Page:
Saturday’s hearing came on the heels of two headline-making spikes in this case. On Thursday of last week, Knox appeared in a civil court in Perugia to lodge a formal complaint against Lifetime for a made-for-TV movie about her life leading up to the murder trial. Knox is asking Lifetime, Google and YouTube to remove the movie, clips and trailer from the Internet. “I am distressed by this invasion into my life and the way my life is,” Knox told the civil judge. “I consider this the culmination of repeated violations by the media of my person, my personality and my story. These are all things that don’t correspond to the truth.” No representatives from Lifetime attended the hearing, and the civil trial was adjourned until July 4.
Knox’s next hearing is May 21, which will be the most important in the appellate process. Two independent forensic experts will give evidence about the results of their review of crucial pieces of evidence—the knife that has Knox’s DNA on the handle and what prosecutors say is Kercher’s on the blade and the clasp from Kercher’s bra that was cut from her body after she was murdered, which forensic experts say has Sollecito’s DNA on the metal hook. Last week, in what can only be described as a curious “leak,” the Italian press broke the story that the experts found no DNA on the knife blade, even though their report won’t be final until May 9. For those familiar with the case, this is hardly news. Forensic expert Patrizia Stefanoni testified in the original criminal trial that all the DNA material on the blade had been completely consumed in her initial test. In fact, she has always said there was nothing left on the knife, and that’s why she didn’t have enough material to double-test the specimen, which, by almost any set of forensic standards, should have never qualified as evidence in the original trial. Nevertheless, if the independent experts had actually found material on the blade, it would have been nothing short of miraculous.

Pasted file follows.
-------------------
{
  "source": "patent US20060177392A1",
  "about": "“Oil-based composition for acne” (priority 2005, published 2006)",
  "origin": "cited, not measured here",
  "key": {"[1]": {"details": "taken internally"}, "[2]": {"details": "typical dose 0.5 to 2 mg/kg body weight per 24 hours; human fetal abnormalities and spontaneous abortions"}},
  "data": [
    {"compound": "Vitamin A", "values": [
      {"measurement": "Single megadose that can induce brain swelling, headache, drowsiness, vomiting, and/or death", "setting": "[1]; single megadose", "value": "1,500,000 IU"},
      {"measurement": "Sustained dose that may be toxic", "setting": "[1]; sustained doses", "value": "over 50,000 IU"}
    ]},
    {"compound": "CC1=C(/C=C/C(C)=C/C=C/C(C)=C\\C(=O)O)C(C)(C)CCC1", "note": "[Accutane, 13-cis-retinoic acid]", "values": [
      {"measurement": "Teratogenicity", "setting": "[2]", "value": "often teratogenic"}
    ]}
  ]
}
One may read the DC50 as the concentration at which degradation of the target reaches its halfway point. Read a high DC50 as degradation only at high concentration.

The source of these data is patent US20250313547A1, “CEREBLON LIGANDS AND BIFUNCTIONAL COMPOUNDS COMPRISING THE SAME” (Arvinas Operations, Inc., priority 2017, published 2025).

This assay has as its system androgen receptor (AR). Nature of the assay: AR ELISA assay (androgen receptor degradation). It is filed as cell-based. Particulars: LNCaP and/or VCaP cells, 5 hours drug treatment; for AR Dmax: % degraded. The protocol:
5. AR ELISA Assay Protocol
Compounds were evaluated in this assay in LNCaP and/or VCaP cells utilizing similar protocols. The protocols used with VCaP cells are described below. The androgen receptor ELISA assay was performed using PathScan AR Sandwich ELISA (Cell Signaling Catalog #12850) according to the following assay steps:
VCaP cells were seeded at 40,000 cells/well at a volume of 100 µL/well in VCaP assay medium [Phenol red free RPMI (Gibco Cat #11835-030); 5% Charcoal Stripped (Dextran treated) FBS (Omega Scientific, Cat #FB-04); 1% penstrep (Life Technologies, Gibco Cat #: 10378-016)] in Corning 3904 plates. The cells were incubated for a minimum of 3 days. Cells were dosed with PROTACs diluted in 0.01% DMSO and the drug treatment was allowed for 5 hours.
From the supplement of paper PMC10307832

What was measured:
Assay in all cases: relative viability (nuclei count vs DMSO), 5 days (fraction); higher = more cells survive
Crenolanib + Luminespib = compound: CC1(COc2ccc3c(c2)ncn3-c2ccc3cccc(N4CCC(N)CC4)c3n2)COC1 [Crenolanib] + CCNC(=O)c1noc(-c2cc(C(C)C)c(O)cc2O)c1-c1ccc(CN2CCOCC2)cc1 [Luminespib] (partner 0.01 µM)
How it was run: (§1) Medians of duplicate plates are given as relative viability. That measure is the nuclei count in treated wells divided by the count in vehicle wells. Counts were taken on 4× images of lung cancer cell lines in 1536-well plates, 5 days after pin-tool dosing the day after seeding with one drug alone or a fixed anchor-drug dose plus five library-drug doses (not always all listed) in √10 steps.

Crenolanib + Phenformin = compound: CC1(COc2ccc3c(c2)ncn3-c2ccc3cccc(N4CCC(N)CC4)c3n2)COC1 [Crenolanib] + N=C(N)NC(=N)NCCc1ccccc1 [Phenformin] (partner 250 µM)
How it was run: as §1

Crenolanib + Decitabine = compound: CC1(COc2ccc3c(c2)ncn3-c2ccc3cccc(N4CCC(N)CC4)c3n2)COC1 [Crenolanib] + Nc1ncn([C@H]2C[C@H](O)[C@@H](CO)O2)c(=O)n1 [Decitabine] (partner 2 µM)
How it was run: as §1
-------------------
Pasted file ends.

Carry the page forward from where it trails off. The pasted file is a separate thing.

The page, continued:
According to the leaks, the experts also reportedly found the bra clasp to be corroded and therefore impossible to retest. If true, this means that the experts will have to simply examine procedures used by Stefanoni and her team and rely on the original results as a baseline. The knife, which has always been a dubious piece of evidence will likely remain so. But the bra clasp may prove troublesome for Sollecito since experts say the DNA is inarguably his. The defense has always argued that because the clasp was collected six weeks after the murder, the DNA came from contamination, not from Sollecito himself. But, according to Stefanoni and countless forensic experts, “DNA doesn’t fly,” and as such, contamination is going to be harder to sell to the appellate jury.
The stories based on the leaks last week implied that the inability to retest these two crucial pieces of evidence is good news for the defense, but even Knox’s own lawyers were furious that the story broke, fearing that the spin will backfire and that the experts will feel pressured by the publicity as they reach their conclusions. Their final report is still very much a work in progress, and no one knows exactly which way they will rule. After the hearing on May 21, forensic experts for all parties, including the Kercher’s, will have the opportunity to testify to refute or back up the experts’ findings.
Even if the DNA ruling proves favorable to Knox and Sollecito, there are still a number of troubling pieces of evidence used to convict them that are not, so far, being reexamined by this appellate court. A staged break-in, mixed DNA and blood evidence, and signs of a clean-up are not on the appellate agenda, and neither is Knox’s questionable alibi and her changing stories in the early days of the investigation—all elements that weighed as much as the knife and bra clasp in the convicting judge’s reasoning. How this court squares those elements will be known only in their final ruling, which could come before the summer break in July, or more likely in September when Italian courts are back in session.
Barbie Latza Nadeau, author of the Beast Book Angel Face, about Amanda Knox, has reported from Italy for Newsweek Magazine since 1997 and for The Daily Beast since 2009. She is a frequent contributor to CNN Traveller, Departures, Discovery and Grazia. She appears regularly on CNN, BBC and NPR.